Instructions for Opening a Window

– vincent hiscock

[This piece was written for a GoTH presentation at Christ Church Millwood in Millwood, VA, where parishioners are enjoying their Lenten Series: “Living a Meaningful Life.”]

We’ve been invited here to reflect on our experience at GoTH. Of course, for us, with two months yet to go, this experience is still very open. At this point, the contours of the year can perhaps be glimpsed. But the shape of the year is not yet certain. Life for me, during the four years prior to my time at GoTH, took the shape of readings, poems, essays; it took the shape of courses; then, looking backwards, there was the shape of the semester, of the year. And yet, those experiences are still taking new shapes for me, are being kept open and active when I continue to reflect upon them, when I begin again to think them. Thought works this way. It works by delay.

In ten years, perhaps, I’ll have a different, clearer sense of the shape of this year at GoTH. In any case, I hope that it continues, that it stays open. If my experience at GoTH remains discrete, remains an interval of service that fails to affect my future ways of interacting with places that I live, than it becomes nought. Indeed, there are really no divisions. This year is becoming the shape of my life. It asks of me, as does every year: What is life and how to live it?

Meditating upon this question is, I think, the heart of the season of Lent. Here’s what I am learning this year. Take walks with open eyes. Across the street from my deck, I spent my first few weeks at GoTH staring at the painted white brick of Pine St Baptist. One day I walked across the street. Soon my housemates and I were volunteering with the church’s homeless ministries, filling up and then handing out snack bags, pantry bags, massive bowls of cereal and huge trays of pancakes, sitting in the dining room talking with homeless folk, sitting in the locker room and clothes closet as people picked out a scarf or a coat, picked up mail, put a backpack of documents in a safe place. A couple months and a conversation later, we started a laundry ministry for the people that we met across the street. I try to stay open to what’s happening.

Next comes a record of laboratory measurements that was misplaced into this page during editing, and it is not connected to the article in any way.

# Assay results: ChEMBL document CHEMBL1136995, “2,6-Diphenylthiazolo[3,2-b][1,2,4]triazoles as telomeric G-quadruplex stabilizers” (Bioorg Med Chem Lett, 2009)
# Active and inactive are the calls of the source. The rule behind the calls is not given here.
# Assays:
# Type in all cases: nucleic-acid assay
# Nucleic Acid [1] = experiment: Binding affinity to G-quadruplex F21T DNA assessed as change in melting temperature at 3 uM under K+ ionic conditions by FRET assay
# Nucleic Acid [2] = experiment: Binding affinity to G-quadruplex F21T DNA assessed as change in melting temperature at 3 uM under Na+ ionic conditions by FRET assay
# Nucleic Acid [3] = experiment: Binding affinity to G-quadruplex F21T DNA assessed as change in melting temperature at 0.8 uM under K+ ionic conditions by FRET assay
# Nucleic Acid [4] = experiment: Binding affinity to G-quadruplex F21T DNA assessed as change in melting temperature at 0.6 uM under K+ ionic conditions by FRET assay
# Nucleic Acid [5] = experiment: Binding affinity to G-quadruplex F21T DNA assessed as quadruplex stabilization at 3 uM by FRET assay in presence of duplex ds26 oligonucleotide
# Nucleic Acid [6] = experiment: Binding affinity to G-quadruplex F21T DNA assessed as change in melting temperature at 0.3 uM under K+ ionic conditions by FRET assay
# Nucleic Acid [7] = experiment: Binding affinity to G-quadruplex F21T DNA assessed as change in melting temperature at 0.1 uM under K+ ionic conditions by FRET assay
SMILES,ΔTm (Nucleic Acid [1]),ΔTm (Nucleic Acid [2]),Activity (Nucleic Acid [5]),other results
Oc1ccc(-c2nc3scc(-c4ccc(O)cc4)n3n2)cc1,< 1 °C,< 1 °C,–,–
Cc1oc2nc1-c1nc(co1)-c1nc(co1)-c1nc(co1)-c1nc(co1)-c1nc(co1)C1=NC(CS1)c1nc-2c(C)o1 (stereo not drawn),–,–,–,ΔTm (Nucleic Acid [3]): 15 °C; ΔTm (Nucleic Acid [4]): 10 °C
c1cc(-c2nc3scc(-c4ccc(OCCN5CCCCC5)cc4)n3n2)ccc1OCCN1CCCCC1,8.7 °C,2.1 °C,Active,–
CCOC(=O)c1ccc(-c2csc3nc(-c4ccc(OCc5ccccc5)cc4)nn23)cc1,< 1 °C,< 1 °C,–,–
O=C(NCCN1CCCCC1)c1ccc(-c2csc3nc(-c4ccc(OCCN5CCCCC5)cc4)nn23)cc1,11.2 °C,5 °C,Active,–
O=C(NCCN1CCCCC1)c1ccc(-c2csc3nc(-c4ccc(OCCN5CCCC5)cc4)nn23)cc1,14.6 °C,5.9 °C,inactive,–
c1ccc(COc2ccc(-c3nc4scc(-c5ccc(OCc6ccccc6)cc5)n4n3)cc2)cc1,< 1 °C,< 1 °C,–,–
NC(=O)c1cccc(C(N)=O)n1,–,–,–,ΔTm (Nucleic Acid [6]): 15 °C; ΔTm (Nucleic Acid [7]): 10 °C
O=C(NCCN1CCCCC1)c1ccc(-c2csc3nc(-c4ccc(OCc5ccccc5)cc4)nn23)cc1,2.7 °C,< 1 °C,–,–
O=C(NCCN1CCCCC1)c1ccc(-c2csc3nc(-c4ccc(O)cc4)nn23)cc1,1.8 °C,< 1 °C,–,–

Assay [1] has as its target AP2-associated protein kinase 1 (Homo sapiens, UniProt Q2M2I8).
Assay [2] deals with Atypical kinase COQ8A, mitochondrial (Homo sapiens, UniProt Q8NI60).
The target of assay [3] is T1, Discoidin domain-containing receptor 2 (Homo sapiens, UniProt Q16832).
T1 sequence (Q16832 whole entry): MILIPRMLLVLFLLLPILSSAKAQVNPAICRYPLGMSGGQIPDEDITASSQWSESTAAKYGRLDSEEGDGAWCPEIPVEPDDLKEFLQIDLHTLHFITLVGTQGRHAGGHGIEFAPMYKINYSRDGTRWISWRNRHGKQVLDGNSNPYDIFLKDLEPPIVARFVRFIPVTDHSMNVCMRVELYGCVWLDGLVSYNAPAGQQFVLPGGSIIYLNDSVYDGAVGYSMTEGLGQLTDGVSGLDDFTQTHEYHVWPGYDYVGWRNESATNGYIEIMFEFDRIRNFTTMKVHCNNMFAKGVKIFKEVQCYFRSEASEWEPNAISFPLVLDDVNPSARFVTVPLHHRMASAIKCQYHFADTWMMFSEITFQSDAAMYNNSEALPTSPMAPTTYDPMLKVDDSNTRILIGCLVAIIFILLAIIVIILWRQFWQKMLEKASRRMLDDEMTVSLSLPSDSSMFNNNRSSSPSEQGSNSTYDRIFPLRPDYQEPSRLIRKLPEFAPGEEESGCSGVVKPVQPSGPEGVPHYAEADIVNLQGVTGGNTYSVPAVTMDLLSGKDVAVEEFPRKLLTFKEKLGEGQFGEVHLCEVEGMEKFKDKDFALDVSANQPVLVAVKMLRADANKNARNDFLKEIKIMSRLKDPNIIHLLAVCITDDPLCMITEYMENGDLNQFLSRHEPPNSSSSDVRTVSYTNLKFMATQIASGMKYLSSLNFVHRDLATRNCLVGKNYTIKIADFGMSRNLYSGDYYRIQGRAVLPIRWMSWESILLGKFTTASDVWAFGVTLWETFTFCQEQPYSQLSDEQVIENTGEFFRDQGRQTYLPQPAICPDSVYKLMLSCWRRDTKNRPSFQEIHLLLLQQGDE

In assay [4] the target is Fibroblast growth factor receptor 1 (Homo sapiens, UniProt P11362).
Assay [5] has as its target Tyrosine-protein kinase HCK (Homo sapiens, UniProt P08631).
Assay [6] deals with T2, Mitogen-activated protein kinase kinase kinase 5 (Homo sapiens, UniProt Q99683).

I think you’ll find something similar in the place where you live. I work at St Andrew’s School, a tuition-free elementary school for low-income families. Oregon Hill’s ex-mailman comes over to the school every Monday, and he is far and away our most treasured volunteer. Of course, he walked the neighborhood for years for a living. If there’s nothing that needs your aid in your community, than there is probably an obvious lack of community-based services for the poor and you are in possession of true freedom in creating something genuinely meaningful in your neighborhood and in your life. If not, I’d recommend looking into some new real estate options–or at least taking your car out for longer rides. 

We are trying to see how to live a meaningful life. I’m grateful to GoTH in that it gives each of us residents a bit of time set aside intentionally for the purpose of trying to see how to do good work for the rest of our lives. People of our age are affronted by a scarcity economy wherein work in general is of little meaning and suspect ethical value. Capitalism says that “Work is work.” Of course, each of us know that this is not the case, that we each long for an escape into work that directly does good every day. Of course, all the guarantees are off and we, like each of you, will be wrestling with this question of how to do good work, of how to live, for the rest of our lives.

In doing so, I do not have the confidence to tell anyone how to live a meaningful life. I am continually challenged by meaningful lives. This is why, I think, Episcopalians keep the book Holy Men, Holy Women around. I am challenged by Dorothy Day, Emma Goldman, CF Andrews, Lucy Parsons, people that answered the question “How to Live?” clearly with their own lives. None of the answers are transferable. The questions are always open. That way you can always be changed in the twinkling of an eye by the view from an open window.

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